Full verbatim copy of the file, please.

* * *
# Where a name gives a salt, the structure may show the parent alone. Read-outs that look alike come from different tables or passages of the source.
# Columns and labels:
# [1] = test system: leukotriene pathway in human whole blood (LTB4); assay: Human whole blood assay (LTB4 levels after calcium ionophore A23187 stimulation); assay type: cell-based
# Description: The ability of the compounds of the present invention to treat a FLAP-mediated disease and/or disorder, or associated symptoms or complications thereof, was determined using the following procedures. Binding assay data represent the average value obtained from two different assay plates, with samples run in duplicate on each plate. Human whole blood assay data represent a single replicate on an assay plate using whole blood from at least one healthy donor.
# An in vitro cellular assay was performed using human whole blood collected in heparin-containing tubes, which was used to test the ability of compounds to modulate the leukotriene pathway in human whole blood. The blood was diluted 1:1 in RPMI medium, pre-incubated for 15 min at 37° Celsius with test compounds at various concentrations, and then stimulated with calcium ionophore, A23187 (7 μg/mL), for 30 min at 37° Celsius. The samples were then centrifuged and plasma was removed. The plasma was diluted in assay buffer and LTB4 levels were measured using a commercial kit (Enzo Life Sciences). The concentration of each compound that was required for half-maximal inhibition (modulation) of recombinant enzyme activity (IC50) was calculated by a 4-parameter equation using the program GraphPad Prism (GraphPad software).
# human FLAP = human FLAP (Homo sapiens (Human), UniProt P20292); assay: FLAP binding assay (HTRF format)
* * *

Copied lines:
# Where a name gives a salt, the structure may show the parent alone. Read-outs that look alike come from different tables or passages of the source.
# Columns and labels:
# [1] = test system: leukotriene pathway in human whole blood (LTB4); assay: Human whole blood assay (LTB4 levels after calcium ionophore A23187 stimulation); assay type: cell-based
# Description: The ability of the compounds of the present invention to treat a FLAP-mediated disease and/or disorder, or associated symptoms or complications thereof, was determined using the following procedures. Binding assay data represent the average value obtained from two different assay plates, with samples run in duplicate on each plate. Human whole blood assay data represent a single replicate on an assay plate using whole blood from at least one healthy donor.
# An in vitro cellular assay was performed using human whole blood collected in heparin-containing tubes, which was used to test the ability of compounds to modulate the leukotriene pathway in human whole blood. The blood was diluted 1:1 in RPMI medium, pre-incubated for 15 min at 37° Celsius with test compounds at various concentrations, and then stimulated with calcium ionophore, A23187 (7 μg/mL), for 30 min at 37° Celsius. The samples were then centrifuged and plasma was removed. The plasma was diluted in assay buffer and LTB4 levels were measured using a commercial kit (Enzo Life Sciences). The concentration of each compound that was required for half-maximal inhibition (modulation) of recombinant enzyme activity (IC50) was calculated by a 4-parameter equation using the program GraphPad Prism (GraphPad software).
# human FLAP = human FLAP (Homo sapiens (Human), UniProt P20292); assay: FLAP binding assay (HTRF format)